The trick seems to be in getting the audience to reject the explanatory proposition, but that proposition can never be completely rejected. The audience rejects (1), but they also know that (1) is the only non-magical explanation of how a human being can pull a specific card out of his back pocket at a specific point in a sequence. So we reject (1) and we're left with magic as the only explanation. Since the audience doesn't believe in magic, they know they've been tricked but they don't know how. Even so, the result is impressive.

I imagine professional magicians could spice this trick up a little more. Before putting the deck in their pocket, they'd shuffle it up a bit. Masters of sleight of hand, they'd be sure to keep the queen of hearts on top or on bottom the whole time. They might let the participant cut the deck, but again, they'd put the queen of hearts on bottom. Or maybe the queen of hearts is already in their pocket, and they just keep track of where it is when they stick the deck in there. In "Intuition Pumps and Other Tools For Thinking", Daniel Dennett writes that card magicians keep a few tricks lined up at all times. They start off by trying to do a hard one, one that the percentages say they are unlikely to pull off. If they realize they can't pull it off, they try for an easier one. If that fails, they move to an even easier one and so on, until one works. If they are forced to their weakest trick, then the result will seem less impressive, but the audience will still be pleased. My mom's friend mentioned that if he performs the trick with a female participant, the relevant card is always the queen of hearts. If it's a male participant, it's always the ace of spades. Chances are better that members of each respective gender will home in on each of these respective cards. If my fiancée had been typical, he might have gotten her to pick the queen of hearts herself and quickly, convincing the audience even more steadfastly that (2) is true.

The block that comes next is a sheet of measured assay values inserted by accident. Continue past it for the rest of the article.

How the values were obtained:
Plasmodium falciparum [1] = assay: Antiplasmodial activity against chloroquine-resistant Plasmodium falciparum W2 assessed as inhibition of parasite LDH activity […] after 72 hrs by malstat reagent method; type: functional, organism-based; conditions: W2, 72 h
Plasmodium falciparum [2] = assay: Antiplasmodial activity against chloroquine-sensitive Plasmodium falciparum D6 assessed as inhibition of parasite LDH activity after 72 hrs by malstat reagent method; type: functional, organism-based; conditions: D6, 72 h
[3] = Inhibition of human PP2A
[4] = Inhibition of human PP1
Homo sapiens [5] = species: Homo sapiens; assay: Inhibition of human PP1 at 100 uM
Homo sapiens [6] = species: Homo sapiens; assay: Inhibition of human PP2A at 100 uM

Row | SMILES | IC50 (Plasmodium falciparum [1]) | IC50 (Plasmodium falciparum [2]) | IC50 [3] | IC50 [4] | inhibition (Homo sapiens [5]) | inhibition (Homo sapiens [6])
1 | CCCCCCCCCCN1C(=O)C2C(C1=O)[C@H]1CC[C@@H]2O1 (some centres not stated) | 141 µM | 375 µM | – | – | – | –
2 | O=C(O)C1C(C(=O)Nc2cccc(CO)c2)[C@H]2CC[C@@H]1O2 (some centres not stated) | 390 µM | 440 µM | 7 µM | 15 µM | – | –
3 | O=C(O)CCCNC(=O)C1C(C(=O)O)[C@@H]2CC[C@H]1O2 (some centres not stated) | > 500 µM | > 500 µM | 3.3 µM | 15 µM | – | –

To me the interesting question now is, do all magic tricks turn on this kind of contradiction? Is the audience always faced with a set of contradictory propositions, one of which they must reject? And is the magician's job simply to convince the audience to reject the wrong proposition? To reject the proposition that will force them to posit magic in order to explain the result? 

Imperative signatures

When I was little, I somehow learned to interpret the word "love" in letter signatures of the form "Love, X" as imperatives. As in, "I demand that you love me." So recently, when I signed a father's day card, "Love, your oldest son," I mentally added, "but love your youngest son too." Of course, this must be wrong. What most letter-signers mean by the penultimate "love" is probably something synonymous with "with love". It's a sort of sentence adverbial modifying the signature (or indicating something about the signer's sentiments about the signature or the whole letter) like "sincerely". I seem to have developed this misinterpretation on my own as a child. Certainly no one said, "...and the word you write before your name is interpreted as a command." So now I wonder, are there others out there (mis)interpreting signatures in the same way? Is this like some sort of speech act eggcorn that could gather steam in the language?